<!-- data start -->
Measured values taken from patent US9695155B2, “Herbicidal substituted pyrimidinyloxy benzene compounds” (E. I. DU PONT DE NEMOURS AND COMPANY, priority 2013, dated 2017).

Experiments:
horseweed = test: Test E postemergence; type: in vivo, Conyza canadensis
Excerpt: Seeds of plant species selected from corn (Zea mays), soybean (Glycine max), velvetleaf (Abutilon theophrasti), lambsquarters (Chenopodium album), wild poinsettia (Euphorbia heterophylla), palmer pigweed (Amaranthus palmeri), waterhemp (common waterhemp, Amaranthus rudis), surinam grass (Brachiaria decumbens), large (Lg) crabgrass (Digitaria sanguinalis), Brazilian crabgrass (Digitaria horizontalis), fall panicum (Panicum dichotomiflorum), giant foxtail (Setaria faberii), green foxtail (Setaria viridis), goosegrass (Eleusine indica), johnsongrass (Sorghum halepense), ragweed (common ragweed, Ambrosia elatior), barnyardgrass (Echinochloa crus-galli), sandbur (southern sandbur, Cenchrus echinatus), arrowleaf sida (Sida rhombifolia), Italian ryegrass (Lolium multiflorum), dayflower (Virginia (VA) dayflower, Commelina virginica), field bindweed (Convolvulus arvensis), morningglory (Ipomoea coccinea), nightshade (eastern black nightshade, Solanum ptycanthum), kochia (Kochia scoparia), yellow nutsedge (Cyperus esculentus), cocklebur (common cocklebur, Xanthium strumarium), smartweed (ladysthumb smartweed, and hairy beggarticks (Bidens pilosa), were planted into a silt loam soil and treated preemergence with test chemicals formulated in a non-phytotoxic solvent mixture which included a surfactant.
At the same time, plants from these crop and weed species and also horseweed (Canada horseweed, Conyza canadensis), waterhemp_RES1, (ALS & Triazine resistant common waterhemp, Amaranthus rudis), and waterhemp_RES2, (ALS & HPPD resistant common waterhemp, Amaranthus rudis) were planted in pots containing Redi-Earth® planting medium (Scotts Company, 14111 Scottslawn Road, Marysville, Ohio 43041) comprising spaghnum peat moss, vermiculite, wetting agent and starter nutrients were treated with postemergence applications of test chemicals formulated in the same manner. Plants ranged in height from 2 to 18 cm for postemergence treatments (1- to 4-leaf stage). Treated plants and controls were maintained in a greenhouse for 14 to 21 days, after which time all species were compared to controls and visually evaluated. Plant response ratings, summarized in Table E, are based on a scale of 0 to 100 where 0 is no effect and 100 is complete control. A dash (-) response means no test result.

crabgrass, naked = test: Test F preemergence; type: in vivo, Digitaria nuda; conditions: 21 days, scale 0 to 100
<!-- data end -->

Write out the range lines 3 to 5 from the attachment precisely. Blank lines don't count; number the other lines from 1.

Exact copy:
horseweed = test: Test E postemergence; type: in vivo, Conyza canadensis
Excerpt: Seeds of plant species selected from corn (Zea mays), soybean (Glycine max), velvetleaf (Abutilon theophrasti), lambsquarters (Chenopodium album), wild poinsettia (Euphorbia heterophylla), palmer pigweed (Amaranthus palmeri), waterhemp (common waterhemp, Amaranthus rudis), surinam grass (Brachiaria decumbens), large (Lg) crabgrass (Digitaria sanguinalis), Brazilian crabgrass (Digitaria horizontalis), fall panicum (Panicum dichotomiflorum), giant foxtail (Setaria faberii), green foxtail (Setaria viridis), goosegrass (Eleusine indica), johnsongrass (Sorghum halepense), ragweed (common ragweed, Ambrosia elatior), barnyardgrass (Echinochloa crus-galli), sandbur (southern sandbur, Cenchrus echinatus), arrowleaf sida (Sida rhombifolia), Italian ryegrass (Lolium multiflorum), dayflower (Virginia (VA) dayflower, Commelina virginica), field bindweed (Convolvulus arvensis), morningglory (Ipomoea coccinea), nightshade (eastern black nightshade, Solanum ptycanthum), kochia (Kochia scoparia), yellow nutsedge (Cyperus esculentus), cocklebur (common cocklebur, Xanthium strumarium), smartweed (ladysthumb smartweed, and hairy beggarticks (Bidens pilosa), were planted into a silt loam soil and treated preemergence with test chemicals formulated in a non-phytotoxic solvent mixture which included a surfactant.
At the same time, plants from these crop and weed species and also horseweed (Canada horseweed, Conyza canadensis), waterhemp_RES1, (ALS & Triazine resistant common waterhemp, Amaranthus rudis), and waterhemp_RES2, (ALS & HPPD resistant common waterhemp, Amaranthus rudis) were planted in pots containing Redi-Earth® planting medium (Scotts Company, 14111 Scottslawn Road, Marysville, Ohio 43041) comprising spaghnum peat moss, vermiculite, wetting agent and starter nutrients were treated with postemergence applications of test chemicals formulated in the same manner. Plants ranged in height from 2 to 18 cm for postemergence treatments (1- to 4-leaf stage). Treated plants and controls were maintained in a greenhouse for 14 to 21 days, after which time all species were compared to controls and visually evaluated. Plant response ratings, summarized in Table E, are based on a scale of 0 to 100 where 0 is no effect and 100 is complete control. A dash (-) response means no test result.